A 1A Los Angeles Times story on May 18 about food truck safety was cooked up by two students in a USC Annenberg data journalism class.
Caitlin Plummer (B.A. Print and Digital Journalism '17) and Michael Radcliffe (Journalism M.S. '16), wrote a story about how 27 percent of L.A. County food trucks inspected since 2014 received lower than A grades. Both were students in USC Annenberg adjunct professor Ben Poston's spring-semester JOUR 546: News, Numbers and Introduction to Data Journalism class at USC Annenberg and shared a byline with him. Poston is an assistant data editor at the Times.
The story found, by comparison, slightly less than 5 percent of brick-and-mortar restaurants and about 18 percent of food carts fell below that mark.
Plummer recalled how in class, she and Radcliffe pitched different story ideas to Poston, which didn't pan out. Then, three days before their rough draft was due, Poston suggested looking into food inspections.
"Ben did a ton of work on the final project because he ended up doing some data cleaning. We had never even looked at the difference between food carts and food trucks," Plummer said.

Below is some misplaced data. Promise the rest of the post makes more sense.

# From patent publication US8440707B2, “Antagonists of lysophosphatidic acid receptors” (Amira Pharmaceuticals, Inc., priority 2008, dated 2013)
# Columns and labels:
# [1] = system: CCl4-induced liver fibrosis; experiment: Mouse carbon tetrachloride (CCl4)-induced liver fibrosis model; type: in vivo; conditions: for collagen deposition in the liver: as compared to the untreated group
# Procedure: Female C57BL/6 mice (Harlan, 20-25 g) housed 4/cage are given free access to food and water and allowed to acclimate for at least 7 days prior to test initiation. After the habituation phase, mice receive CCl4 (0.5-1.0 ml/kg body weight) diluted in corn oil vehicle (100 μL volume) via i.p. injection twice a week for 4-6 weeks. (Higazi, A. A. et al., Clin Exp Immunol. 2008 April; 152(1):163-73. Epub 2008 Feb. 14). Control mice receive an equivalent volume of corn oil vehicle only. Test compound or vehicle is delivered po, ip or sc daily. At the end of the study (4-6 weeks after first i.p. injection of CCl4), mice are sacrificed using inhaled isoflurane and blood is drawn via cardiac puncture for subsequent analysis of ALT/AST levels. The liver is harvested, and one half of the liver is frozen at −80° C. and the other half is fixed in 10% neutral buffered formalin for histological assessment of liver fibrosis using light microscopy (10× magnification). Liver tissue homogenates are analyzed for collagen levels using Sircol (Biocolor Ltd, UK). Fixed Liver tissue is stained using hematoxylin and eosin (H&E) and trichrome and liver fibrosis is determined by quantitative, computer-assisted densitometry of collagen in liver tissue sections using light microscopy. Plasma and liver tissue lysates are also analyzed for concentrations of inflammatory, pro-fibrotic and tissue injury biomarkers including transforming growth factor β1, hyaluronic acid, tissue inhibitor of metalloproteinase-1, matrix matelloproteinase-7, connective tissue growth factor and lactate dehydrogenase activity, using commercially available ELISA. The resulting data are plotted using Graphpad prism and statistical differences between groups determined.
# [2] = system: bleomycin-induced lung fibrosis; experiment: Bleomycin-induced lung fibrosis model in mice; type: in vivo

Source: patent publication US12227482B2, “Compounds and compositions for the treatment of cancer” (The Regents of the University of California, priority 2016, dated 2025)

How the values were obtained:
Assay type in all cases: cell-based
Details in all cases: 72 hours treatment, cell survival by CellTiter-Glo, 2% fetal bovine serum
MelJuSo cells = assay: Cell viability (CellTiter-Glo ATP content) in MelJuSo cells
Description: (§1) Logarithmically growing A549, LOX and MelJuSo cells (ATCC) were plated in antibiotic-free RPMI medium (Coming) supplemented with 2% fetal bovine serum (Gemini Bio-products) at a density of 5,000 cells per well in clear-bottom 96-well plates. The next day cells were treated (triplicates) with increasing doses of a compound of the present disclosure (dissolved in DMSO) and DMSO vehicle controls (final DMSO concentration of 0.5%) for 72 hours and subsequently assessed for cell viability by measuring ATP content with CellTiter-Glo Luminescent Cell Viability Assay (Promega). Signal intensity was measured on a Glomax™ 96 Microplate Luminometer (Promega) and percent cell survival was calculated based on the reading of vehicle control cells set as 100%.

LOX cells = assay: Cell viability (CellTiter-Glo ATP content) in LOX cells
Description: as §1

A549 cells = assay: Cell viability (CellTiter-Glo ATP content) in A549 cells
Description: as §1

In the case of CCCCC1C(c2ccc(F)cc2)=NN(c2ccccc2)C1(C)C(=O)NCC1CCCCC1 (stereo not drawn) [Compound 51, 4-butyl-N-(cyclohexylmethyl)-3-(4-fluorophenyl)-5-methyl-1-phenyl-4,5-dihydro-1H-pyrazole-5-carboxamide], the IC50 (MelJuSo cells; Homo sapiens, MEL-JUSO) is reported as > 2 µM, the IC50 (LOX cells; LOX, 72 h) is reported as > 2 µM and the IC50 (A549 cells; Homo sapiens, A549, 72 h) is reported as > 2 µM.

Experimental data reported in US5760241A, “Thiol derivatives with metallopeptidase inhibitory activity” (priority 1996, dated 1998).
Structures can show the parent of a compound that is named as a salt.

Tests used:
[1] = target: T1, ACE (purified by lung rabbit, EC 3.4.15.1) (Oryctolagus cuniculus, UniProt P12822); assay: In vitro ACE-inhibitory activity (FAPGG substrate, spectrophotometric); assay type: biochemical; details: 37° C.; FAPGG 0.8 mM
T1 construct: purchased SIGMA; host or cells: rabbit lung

She said she felt lucky taking the class with Poston.
"The fact that I almost didn’t even take the class and stumbled onto this story three days before the rough draft was due, and Ben took the initiative and really saw something in it -- to really give us this opportunity," she said.
USC Annenberg recognized years ago it has to prepare students for this type of in-depth, detailed work, said USC Annenberg Professor Vince Gonzales.
"Leaving journalism school these days without at least a passing reference to data is like graduating without knowing how to type or write a lead. It is a crucial skill set that all journalists have to be familiar with," Gonzales said.
The class was designed to make sure all USC Annenberg graduates work with data and is a required course for all graduate students, he said. The class also serves as an introduction to data journalism.
"This class provides basic math literacy skills so that graduates leave knowing how to use and read a spreadsheet, understand basic statistics and have a basic grasp of numeracy skills," he said.
Gonzales said the goal of the course is not to turn anyone into a math whiz.
"If graduates can perform simple accuracy checks and then know when to ask for help, when to not trust a number that has been thrust at them, then the course has been a success," Gonzales said.
Please read the Los Angeles Times story here.